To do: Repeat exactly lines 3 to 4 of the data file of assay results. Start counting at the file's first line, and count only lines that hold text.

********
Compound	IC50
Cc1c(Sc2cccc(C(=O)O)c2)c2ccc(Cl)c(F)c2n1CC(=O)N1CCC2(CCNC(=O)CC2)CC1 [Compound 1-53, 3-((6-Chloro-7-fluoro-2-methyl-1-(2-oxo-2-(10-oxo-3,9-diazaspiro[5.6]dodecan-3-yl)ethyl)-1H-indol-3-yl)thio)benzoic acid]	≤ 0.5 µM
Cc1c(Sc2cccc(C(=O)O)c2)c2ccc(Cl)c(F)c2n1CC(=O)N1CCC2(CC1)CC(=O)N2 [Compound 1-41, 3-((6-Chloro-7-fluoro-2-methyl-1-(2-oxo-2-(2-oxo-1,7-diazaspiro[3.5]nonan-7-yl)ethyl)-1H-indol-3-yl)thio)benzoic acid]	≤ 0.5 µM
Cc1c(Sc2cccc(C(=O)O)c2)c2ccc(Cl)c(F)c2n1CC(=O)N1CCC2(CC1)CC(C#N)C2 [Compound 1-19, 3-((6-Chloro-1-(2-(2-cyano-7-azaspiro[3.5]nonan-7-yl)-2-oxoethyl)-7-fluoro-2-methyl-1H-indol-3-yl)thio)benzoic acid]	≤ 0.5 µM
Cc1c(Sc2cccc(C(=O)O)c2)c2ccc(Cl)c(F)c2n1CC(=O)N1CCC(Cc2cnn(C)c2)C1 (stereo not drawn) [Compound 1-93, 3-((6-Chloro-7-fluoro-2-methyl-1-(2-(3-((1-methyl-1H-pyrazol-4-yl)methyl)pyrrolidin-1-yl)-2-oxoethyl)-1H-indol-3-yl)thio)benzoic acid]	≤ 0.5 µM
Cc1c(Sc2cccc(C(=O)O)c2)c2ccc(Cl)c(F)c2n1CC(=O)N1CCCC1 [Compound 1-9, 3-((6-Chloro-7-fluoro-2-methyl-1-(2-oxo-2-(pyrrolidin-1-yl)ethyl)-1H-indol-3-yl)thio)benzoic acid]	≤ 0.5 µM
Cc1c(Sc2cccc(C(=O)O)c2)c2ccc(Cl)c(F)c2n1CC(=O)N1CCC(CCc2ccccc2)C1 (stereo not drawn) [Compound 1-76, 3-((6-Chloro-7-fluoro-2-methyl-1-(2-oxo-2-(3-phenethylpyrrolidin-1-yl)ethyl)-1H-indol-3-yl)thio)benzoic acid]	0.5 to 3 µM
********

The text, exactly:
Cc1c(Sc2cccc(C(=O)O)c2)c2ccc(Cl)c(F)c2n1CC(=O)N1CCC2(CC1)CC(=O)N2 [Compound 1-41, 3-((6-Chloro-7-fluoro-2-methyl-1-(2-oxo-2-(2-oxo-1,7-diazaspiro[3.5]nonan-7-yl)ethyl)-1H-indol-3-yl)thio)benzoic acid]	≤ 0.5 µM
Cc1c(Sc2cccc(C(=O)O)c2)c2ccc(Cl)c(F)c2n1CC(=O)N1CCC2(CC1)CC(C#N)C2 [Compound 1-19, 3-((6-Chloro-1-(2-(2-cyano-7-azaspiro[3.5]nonan-7-yl)-2-oxoethyl)-7-fluoro-2-methyl-1H-indol-3-yl)thio)benzoic acid]	≤ 0.5 µM